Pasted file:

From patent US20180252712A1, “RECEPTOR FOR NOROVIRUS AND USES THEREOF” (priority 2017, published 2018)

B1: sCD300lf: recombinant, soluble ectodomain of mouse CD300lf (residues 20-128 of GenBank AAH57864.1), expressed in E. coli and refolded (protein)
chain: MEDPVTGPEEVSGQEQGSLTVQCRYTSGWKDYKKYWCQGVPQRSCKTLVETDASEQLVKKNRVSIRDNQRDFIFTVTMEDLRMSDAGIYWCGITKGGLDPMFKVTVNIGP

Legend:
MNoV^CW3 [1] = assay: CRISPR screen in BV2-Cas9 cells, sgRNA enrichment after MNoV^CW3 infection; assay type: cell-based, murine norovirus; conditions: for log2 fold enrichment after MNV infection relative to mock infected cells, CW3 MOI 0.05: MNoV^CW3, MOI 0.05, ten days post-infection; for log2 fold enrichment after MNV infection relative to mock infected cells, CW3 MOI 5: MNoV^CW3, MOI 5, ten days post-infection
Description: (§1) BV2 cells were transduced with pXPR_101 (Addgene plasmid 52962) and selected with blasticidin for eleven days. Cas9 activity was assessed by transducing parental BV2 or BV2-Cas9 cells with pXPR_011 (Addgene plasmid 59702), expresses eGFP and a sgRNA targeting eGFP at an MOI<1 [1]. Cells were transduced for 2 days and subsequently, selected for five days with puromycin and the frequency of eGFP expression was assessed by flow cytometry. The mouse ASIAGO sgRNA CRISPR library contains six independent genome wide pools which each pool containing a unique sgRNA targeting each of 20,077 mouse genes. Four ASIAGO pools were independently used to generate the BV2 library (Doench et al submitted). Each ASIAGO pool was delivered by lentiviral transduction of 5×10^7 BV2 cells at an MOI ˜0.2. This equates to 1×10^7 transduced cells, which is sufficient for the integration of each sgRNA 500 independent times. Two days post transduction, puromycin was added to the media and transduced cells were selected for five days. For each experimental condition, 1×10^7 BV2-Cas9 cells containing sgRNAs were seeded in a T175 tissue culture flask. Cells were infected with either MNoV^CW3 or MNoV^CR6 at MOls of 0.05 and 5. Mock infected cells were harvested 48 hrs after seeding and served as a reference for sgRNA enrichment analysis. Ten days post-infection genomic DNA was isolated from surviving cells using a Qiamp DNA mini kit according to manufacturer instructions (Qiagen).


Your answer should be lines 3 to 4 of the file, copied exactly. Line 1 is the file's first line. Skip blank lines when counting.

chain: MEDPVTGPEEVSGQEQGSLTVQCRYTSGWKDYKKYWCQGVPQRSCKTLVETDASEQLVKKNRVSIRDNQRDFIFTVTMEDLRMSDAGIYWCGITKGGLDPMFKVTVNIGP

Legend: